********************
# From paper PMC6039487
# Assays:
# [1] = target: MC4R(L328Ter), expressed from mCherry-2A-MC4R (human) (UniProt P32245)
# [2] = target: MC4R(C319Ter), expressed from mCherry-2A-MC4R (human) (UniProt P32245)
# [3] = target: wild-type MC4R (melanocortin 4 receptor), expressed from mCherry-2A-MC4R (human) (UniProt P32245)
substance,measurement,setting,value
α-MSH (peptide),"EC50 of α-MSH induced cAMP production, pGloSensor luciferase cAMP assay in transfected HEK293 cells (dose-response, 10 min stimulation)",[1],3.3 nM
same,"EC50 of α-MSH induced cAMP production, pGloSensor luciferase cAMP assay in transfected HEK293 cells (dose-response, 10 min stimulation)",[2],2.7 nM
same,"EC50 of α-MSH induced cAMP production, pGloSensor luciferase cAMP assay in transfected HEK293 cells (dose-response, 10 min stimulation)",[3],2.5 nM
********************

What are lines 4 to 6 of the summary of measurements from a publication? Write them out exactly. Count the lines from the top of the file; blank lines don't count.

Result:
# [2] = target: MC4R(C319Ter), expressed from mCherry-2A-MC4R (human) (UniProt P32245)
# [3] = target: wild-type MC4R (melanocortin 4 receptor), expressed from mCherry-2A-MC4R (human) (UniProt P32245)
substance,measurement,setting,value